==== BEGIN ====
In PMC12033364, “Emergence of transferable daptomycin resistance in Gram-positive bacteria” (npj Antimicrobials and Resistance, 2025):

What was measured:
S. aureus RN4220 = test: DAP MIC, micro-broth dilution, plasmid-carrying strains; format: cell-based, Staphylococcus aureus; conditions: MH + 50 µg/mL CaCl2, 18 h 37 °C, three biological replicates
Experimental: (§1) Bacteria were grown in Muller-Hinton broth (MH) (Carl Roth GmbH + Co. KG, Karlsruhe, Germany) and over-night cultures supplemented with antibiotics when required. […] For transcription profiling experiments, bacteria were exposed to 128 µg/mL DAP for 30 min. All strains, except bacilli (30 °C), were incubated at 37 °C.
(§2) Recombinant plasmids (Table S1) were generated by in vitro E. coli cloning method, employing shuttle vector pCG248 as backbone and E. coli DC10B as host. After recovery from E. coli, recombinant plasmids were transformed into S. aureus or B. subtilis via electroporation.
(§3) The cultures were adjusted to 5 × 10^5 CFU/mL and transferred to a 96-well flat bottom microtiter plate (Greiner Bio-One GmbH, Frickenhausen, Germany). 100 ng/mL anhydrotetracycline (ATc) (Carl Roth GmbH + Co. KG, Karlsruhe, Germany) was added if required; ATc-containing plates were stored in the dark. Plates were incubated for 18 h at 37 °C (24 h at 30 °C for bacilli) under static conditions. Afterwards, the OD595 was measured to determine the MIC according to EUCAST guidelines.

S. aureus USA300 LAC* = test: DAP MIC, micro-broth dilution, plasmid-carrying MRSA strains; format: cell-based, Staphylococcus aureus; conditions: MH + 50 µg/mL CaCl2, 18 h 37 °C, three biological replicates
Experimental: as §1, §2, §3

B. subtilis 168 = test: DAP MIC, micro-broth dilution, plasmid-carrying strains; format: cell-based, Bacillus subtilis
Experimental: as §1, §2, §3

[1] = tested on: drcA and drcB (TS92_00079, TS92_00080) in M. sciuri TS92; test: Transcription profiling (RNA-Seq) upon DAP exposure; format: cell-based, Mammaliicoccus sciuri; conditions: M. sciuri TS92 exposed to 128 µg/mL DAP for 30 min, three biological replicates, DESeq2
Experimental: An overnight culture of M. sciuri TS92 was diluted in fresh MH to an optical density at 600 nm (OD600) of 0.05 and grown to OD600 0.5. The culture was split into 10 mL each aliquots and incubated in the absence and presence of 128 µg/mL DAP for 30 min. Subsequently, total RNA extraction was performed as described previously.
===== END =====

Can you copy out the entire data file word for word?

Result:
In PMC12033364, “Emergence of transferable daptomycin resistance in Gram-positive bacteria” (npj Antimicrobials and Resistance, 2025):

What was measured:
S. aureus RN4220 = test: DAP MIC, micro-broth dilution, plasmid-carrying strains; format: cell-based, Staphylococcus aureus; conditions: MH + 50 µg/mL CaCl2, 18 h 37 °C, three biological replicates
Experimental: (§1) Bacteria were grown in Muller-Hinton broth (MH) (Carl Roth GmbH + Co. KG, Karlsruhe, Germany) and over-night cultures supplemented with antibiotics when required. […] For transcription profiling experiments, bacteria were exposed to 128 µg/mL DAP for 30 min. All strains, except bacilli (30 °C), were incubated at 37 °C.
(§2) Recombinant plasmids (Table S1) were generated by in vitro E. coli cloning method, employing shuttle vector pCG248 as backbone and E. coli DC10B as host. After recovery from E. coli, recombinant plasmids were transformed into S. aureus or B. subtilis via electroporation.
(§3) The cultures were adjusted to 5 × 10^5 CFU/mL and transferred to a 96-well flat bottom microtiter plate (Greiner Bio-One GmbH, Frickenhausen, Germany). 100 ng/mL anhydrotetracycline (ATc) (Carl Roth GmbH + Co. KG, Karlsruhe, Germany) was added if required; ATc-containing plates were stored in the dark. Plates were incubated for 18 h at 37 °C (24 h at 30 °C for bacilli) under static conditions. Afterwards, the OD595 was measured to determine the MIC according to EUCAST guidelines.

S. aureus USA300 LAC* = test: DAP MIC, micro-broth dilution, plasmid-carrying MRSA strains; format: cell-based, Staphylococcus aureus; conditions: MH + 50 µg/mL CaCl2, 18 h 37 °C, three biological replicates
Experimental: as §1, §2, §3

B. subtilis 168 = test: DAP MIC, micro-broth dilution, plasmid-carrying strains; format: cell-based, Bacillus subtilis
Experimental: as §1, §2, §3

[1] = tested on: drcA and drcB (TS92_00079, TS92_00080) in M. sciuri TS92; test: Transcription profiling (RNA-Seq) upon DAP exposure; format: cell-based, Mammaliicoccus sciuri; conditions: M. sciuri TS92 exposed to 128 µg/mL DAP for 30 min, three biological replicates, DESeq2
Experimental: An overnight culture of M. sciuri TS92 was diluted in fresh MH to an optical density at 600 nm (OD600) of 0.05 and grown to OD600 0.5. The culture was split into 10 mL each aliquots and incubated in the absence and presence of 128 µg/mL DAP for 30 min. Subsequently, total RNA extraction was performed as described previously.